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1907 Rolls Royce Silver Ghost, 1/24 Finecast metal kit


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Got started on the body.

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I glued the back to the sides first in a U-shape. The mating faces are very well-shaped, once you clean off the moulding pips and small amount of flash. The fit is such that when it's flush, the joint is at 90 degrees. After that had set (I used gel super glue) I put in the front floor. It you're doing one of these yourself, note that the floors sit on top of the moulded ridges on the sides. This is not clear from the instructions OR photos. Then I dropped in the front and rear seat fronts, which slide firmly but easily into the slots in the sides.

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The central seat back and divider are an equally good fit.

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The idea is to use the body as a jig to assemble the seat upholstery and cushions, gluing it all together, and then remove the complete seat benches to paint separately from the body. Hmmmm...

best,

M.

 

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With all that metal (body. seats), your model's weight will probably be to scale with the 1:1 vehicle!  compared to plastic kits, that model must be really heavy!

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On 1/15/2021 at 2:43 AM, absmiami said:

That’s a relief !

not ... daft ...

I wonder if Rolls changed the susp arrangement depending upon the chassis length ordered by the customer ?  

From what I've been able to find out, they changed the rear suspension in 1912.  I know that added more leaves to the springs on the armoured car chassis.

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I’ll post more photos of the chassis if anyone is interested. But I don’t want to confuse mr bacon’s very nice build thread. Maybe on a separate thread ..

.  I’m tempted to buy the kit and do the mods for the later chassis but I need another build thread - like not ...

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I'll have to weigh the pieces an see how heavy it will be! I have got some 1/2" clear perspex rod, which I've been working on shaping the top to fit the curved undertray on the chassis, which will carry the weight when the car is done. Just have to figure out how tall the cradle needs to be!

bare-seats.jpg

Amazingly, the seat building method turned out to be OK. I fixed the base cushions to the ledge along the bottom of the back cushion out of the car, then put the sides into the car and dropped the "bench" between them, wiggled everything into place and ran some thin superglue down the seams, using microballoons to fill bigger gaps at the corners.Once verything had set up, I took them out of the car again, and applied epoxy to the joints from behind and below for strength.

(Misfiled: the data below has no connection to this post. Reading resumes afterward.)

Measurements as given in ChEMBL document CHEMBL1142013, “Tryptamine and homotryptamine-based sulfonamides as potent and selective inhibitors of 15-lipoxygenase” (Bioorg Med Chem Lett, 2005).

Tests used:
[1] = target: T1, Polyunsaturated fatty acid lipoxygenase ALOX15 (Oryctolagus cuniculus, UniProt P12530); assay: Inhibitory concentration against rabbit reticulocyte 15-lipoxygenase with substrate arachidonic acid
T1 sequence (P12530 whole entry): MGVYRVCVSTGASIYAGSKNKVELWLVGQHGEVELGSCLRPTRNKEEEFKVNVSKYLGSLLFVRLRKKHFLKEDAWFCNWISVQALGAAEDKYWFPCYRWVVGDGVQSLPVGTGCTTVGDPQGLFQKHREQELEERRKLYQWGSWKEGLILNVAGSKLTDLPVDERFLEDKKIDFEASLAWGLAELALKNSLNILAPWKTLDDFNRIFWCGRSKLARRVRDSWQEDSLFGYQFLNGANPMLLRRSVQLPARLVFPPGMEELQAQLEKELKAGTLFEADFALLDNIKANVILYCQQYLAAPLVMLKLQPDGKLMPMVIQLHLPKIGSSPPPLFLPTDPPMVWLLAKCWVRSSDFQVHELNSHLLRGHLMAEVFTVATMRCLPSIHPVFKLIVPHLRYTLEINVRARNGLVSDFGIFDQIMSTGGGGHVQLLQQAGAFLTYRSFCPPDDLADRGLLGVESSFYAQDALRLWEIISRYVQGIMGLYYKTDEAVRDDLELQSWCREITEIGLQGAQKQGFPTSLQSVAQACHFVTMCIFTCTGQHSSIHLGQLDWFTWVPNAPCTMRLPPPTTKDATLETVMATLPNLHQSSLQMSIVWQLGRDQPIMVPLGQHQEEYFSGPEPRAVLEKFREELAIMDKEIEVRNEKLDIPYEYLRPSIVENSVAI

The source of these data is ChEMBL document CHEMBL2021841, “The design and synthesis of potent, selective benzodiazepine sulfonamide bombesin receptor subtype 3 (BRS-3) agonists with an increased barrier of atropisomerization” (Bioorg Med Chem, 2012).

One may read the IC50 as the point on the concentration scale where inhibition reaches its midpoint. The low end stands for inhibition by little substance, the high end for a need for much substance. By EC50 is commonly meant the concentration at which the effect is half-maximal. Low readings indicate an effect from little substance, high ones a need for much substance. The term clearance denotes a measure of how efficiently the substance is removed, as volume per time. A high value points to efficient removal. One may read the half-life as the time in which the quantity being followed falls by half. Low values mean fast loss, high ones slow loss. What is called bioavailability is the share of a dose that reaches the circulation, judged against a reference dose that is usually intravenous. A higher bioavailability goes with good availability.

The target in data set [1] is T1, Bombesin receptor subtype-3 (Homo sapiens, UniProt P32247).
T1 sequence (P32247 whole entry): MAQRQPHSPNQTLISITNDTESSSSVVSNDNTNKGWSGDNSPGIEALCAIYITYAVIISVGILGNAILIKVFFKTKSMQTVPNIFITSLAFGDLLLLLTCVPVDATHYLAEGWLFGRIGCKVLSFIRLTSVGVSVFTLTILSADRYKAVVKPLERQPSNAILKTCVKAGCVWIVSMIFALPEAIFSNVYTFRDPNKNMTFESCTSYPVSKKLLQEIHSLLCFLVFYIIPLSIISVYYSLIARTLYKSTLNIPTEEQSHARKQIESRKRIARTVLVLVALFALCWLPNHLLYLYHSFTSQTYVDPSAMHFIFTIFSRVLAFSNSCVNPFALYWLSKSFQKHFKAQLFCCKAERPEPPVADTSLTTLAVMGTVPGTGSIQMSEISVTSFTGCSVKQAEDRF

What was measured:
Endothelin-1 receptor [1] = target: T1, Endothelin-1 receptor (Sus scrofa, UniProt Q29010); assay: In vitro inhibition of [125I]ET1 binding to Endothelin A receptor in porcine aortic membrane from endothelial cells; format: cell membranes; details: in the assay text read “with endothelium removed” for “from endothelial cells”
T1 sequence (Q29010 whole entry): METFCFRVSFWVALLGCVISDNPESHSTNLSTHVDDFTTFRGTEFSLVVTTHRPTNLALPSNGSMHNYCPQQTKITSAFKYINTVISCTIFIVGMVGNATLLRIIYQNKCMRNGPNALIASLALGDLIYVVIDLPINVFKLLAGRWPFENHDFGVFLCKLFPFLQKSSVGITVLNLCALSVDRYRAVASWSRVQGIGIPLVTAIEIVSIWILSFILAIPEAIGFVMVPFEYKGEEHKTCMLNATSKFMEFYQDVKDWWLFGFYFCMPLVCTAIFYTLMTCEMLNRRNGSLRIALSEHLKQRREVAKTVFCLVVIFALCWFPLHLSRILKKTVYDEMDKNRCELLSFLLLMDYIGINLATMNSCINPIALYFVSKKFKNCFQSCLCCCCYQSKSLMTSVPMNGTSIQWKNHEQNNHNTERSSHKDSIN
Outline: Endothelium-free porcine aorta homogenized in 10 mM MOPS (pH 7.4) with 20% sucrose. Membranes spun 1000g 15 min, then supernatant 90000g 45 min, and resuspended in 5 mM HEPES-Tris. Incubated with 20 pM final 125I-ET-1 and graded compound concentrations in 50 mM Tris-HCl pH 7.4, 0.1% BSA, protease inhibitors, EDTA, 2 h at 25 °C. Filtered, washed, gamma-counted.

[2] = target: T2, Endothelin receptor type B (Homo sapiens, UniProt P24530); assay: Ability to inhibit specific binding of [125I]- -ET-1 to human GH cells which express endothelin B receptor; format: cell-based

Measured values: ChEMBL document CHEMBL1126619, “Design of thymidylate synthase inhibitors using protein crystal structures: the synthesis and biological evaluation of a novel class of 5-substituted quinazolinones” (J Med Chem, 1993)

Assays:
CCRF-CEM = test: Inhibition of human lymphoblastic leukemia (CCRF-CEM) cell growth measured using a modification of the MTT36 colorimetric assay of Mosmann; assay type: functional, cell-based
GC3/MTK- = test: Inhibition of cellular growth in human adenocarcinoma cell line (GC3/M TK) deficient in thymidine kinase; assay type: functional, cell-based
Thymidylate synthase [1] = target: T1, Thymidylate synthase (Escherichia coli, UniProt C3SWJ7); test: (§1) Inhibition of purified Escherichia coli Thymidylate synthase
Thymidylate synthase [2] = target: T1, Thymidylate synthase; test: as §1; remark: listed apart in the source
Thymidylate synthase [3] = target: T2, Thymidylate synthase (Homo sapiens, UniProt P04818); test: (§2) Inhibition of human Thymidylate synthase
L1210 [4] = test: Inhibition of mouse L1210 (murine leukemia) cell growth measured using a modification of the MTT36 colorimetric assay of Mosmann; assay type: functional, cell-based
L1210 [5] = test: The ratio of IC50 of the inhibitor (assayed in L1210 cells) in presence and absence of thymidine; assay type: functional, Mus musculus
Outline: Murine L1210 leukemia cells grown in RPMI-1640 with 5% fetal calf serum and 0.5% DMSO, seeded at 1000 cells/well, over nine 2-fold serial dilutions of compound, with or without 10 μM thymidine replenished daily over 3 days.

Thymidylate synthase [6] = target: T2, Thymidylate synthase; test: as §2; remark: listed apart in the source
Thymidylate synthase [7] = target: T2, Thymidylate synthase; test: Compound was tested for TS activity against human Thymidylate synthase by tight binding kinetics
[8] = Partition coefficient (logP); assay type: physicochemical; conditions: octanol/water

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These are just resting in place.... I need to get them out a few more times yet!

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Mockup with a view to seeing how the bonnet fits (I really need to build it so that I can paint it at the same time as the body)

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Couldn't resist trying a mockup with all the parts to date! I didn't like the look of the seats so I've done a bit more work on them:

seats-finished.jpg

Onward!

best,

M.

 

 

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Thanks, guys... slow and steady progress, and finally all the bits that will be painted body colour are cleaned up and primered.

body-parts-1.jpg

body-parts-2.jpg

Tomorrow is probably paint shop day!

best,

M.

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Silver is on.... I'm using a custom mix by Zero Paints of Mercedes Diamond Silver but made with mica pearl flake instead of metal flake, so you can't see the grain at all...

silver-parts-1.jpg

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There is a difference from the primer, honest...

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And the radiator is done: Tamiya Italian Red Lacquer paint on the RR badge, taken off with thinner after it dried; AA badge painted with gold enamel, followed by Tamiya Acrylic, wiped off later with a cotton swab moistened with X-20A thinner